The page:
Understand the complexities and nuances of the Bankruptcy Code to better advise clients and prepare for court.
By Diane Davis
Jan. 13 — A bankruptcy court didn't abuse its discretion in failing to award prejudgment interest or sanctions beyond the post-judgment interest awarded to the debtor even though its creditors allegedly “played a shell game” with the money due to the debtor, a district court in Texas held Jan. 7.
Affirming the bankruptcy court's judgment, Judge Lee Yeakel of the U.S. District Court for the Western District of Texas concluded that the bankruptcy court is in a better position to determine the “propriety of sanctions and prejudgment interest.”
The bankruptcy court carefully considered all of the evidence and arguments and awarded the “least restrictive sanction necessary to deter the inappropriate behavior,” according to its discretion, the court said.
Debtor 804 Congress, LLC's property was sold at a foreclosure sale. The proceeds of the sale were divided among creditors, including mortgagee Wells Fargo Bank, N.A., which received $3.2 million from the sale, including $83,327 in attorneys' fees.
The debtor objected to Wells Fargo's claim for attorneys' fees. The bankruptcy court entered an order in the debtor's favor and it became final and unappealable.
Subsequently, the debtor asked the bankruptcy court to compel the creditors, including substitute trustee Greta Goldsby, Wells Fargo's attorney James Ruiz, and Ruiz's employer Winstead, P.C., to turn over the $83,327 in attorneys' fees plus interest from Sept. 10, 2010, until the date the amount is tendered to the debtor, a civil contempt fine of $500 per day from April 8, 2015, until the date the amount is tendered, costs and attorneys' fees, and sanctions.
Wells Fargo turned over $83,327 to the debtor. The bankruptcy court ordered Wells Fargo to pay the debtor interest on the $83,327 at the federal judgment rate from March 27, 2015, to June 18, 2015.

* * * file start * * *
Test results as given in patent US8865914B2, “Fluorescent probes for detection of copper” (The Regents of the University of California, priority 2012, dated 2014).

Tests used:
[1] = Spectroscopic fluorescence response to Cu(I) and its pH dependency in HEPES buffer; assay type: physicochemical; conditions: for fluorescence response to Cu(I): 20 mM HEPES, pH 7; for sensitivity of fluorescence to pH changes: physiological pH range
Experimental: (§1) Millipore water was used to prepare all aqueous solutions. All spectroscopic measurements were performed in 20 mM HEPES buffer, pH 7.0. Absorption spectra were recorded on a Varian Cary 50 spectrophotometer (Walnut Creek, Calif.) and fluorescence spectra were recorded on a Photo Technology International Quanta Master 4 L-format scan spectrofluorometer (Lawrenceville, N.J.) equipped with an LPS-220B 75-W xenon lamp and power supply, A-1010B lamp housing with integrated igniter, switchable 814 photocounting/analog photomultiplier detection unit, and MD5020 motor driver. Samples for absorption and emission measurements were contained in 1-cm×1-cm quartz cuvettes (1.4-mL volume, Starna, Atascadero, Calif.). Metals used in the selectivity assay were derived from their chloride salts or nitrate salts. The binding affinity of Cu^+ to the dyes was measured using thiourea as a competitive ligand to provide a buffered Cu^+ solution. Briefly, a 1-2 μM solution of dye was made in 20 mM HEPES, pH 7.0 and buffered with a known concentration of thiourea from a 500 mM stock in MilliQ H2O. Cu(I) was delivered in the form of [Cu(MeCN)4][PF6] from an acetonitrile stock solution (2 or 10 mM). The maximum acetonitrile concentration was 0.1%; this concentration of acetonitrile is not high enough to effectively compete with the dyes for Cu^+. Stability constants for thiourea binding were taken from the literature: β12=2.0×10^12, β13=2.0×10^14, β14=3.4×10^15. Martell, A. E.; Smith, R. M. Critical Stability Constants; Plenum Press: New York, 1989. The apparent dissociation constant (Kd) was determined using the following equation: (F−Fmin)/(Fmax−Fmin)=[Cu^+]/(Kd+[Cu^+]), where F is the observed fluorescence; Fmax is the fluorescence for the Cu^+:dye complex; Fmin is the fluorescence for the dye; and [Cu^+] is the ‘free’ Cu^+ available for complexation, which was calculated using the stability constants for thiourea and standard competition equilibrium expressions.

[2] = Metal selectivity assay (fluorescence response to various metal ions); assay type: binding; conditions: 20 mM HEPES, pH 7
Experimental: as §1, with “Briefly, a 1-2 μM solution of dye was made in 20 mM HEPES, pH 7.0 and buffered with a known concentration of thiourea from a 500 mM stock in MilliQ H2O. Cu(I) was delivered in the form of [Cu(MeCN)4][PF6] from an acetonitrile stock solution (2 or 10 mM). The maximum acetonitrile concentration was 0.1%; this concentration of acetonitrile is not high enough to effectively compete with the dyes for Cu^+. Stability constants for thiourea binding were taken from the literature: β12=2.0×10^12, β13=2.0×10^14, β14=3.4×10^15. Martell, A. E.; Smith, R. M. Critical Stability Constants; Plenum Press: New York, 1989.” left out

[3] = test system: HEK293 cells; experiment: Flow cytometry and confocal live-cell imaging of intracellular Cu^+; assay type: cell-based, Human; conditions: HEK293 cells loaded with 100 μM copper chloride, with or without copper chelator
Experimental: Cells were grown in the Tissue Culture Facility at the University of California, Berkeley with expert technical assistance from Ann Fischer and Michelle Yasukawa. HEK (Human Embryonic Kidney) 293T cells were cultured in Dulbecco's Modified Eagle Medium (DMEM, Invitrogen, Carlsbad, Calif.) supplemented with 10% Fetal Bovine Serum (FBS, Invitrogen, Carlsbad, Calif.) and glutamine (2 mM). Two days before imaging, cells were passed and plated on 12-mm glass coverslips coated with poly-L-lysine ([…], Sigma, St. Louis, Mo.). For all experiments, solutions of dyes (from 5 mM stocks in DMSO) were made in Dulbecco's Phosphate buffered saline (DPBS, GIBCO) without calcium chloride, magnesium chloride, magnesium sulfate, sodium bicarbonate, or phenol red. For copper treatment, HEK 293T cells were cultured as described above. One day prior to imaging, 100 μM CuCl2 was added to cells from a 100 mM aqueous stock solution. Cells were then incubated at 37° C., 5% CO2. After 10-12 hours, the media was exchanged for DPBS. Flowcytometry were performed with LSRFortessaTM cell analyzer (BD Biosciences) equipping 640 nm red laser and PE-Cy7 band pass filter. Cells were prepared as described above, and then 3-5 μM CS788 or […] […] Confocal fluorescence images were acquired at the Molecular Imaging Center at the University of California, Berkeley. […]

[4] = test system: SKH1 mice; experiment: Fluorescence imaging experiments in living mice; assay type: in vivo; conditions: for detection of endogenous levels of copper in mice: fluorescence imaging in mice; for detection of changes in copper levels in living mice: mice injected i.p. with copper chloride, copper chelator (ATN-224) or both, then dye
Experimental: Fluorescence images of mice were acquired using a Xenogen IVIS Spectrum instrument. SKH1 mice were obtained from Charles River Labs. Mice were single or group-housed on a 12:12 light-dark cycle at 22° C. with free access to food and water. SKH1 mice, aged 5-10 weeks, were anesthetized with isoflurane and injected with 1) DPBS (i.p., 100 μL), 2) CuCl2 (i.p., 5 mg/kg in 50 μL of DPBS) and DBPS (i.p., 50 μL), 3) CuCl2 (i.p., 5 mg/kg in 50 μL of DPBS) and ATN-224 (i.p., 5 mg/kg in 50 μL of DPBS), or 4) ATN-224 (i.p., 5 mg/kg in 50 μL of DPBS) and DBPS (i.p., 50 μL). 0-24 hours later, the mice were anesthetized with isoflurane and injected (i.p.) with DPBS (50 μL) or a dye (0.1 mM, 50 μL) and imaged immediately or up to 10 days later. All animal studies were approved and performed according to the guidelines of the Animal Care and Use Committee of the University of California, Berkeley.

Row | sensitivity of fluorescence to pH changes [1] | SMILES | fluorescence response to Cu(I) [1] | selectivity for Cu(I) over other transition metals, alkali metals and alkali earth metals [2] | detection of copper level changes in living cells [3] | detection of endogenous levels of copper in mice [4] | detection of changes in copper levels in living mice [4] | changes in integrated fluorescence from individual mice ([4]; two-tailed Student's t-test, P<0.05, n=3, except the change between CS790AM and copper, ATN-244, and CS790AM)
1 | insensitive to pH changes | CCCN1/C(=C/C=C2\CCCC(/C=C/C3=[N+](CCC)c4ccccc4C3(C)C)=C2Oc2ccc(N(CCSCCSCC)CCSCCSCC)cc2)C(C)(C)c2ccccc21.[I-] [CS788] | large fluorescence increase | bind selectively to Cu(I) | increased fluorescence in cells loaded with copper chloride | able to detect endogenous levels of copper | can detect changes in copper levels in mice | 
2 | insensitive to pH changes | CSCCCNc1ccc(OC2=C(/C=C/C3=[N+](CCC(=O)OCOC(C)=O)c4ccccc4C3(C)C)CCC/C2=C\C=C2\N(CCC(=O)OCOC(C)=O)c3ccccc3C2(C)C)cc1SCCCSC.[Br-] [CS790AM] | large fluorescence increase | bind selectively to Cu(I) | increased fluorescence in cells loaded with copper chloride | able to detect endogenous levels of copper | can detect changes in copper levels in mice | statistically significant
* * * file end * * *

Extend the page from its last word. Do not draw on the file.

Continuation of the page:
The debtor argued that the bankruptcy court failed to award prejudgment interest and more severe sanctions on the creditors' alleged refusal to turn over the attorneys' fees in an “expeditious and cooperative manner.”
According to the debtor, the parties allegedly lied to the court and multiplied proceedings.
The bankruptcy court found that Ruiz “prevaricated,” “played a shell game” with the money due to 804 Congress, and “needlessly and vexatiously increased the expense of litigation.”
The debtor also contended that the appellees' failure to pay the debtor the $83,327 was not only a violation of the order that became final March 27, 2015, but also of the distribution and plan confirmation order dated March 9, 2011.
According to the court, an award of prejudgment interest is generally discretionary with the trial court and isn't recovered according to a rigid theory of compensation for money withheld, but is “given in response to considerations of fairness.”
Further, the court noted that the bankruptcy court has broad authority under Bankruptcy Code Section 105 to “discipline attorneys and to award or disgorge fees paid in connection with bankruptcy proceedings.” When a bankruptcy court imposes a disciplinary sanction, it “must use the least restrictive sanction necessary to deter the inappropriate behavior,” the court said.
The bankruptcy court imposed sanctions that amounted to approximately $46 in interest on the $83,327 from March 27, 2015, until June 18, 2015, the court said.
The bankruptcy court is in the best position to determine the propriety of sanctions and prejudgment interest, the court said, and the court considered all of the evidence and arguments in the case.
Barbara M. Barron, and Stephen Wayne Sather, Barron Newburger Sinsley & Wier, PLLC, Austin, Texas, represented appellant 804 Congress, LLC; James G. Ruiz, Winstead PC, Austin, Texas, and Phillip L. Lamberson, Winstead PC, Dallas, represented appellee James Ruiz; James G. Ruiz, and Alexander S. Valdes, Winstead PC, Austin, Texas, Phillip L. Lamberson, and Weiting Hsu, Winstead PC, Dallas, represented appellee Greta Goldsby; James G. Ruiz, Winstead PC, Austin, Texas, Phillip L. Lamberson, and Weiting Hsu, Winstead PC, Dallas, represented appellee Winstead, P.C.; James G. Ruiz, Alexander S. Valdes, and Zeena T. Angadicheril, Winstead PC, Austin, Texas, Phillip L. Lamberson, and Weiting Hsu, Winstead PC, Dallas, represented appellee Wells Fargo Bank, N.A.
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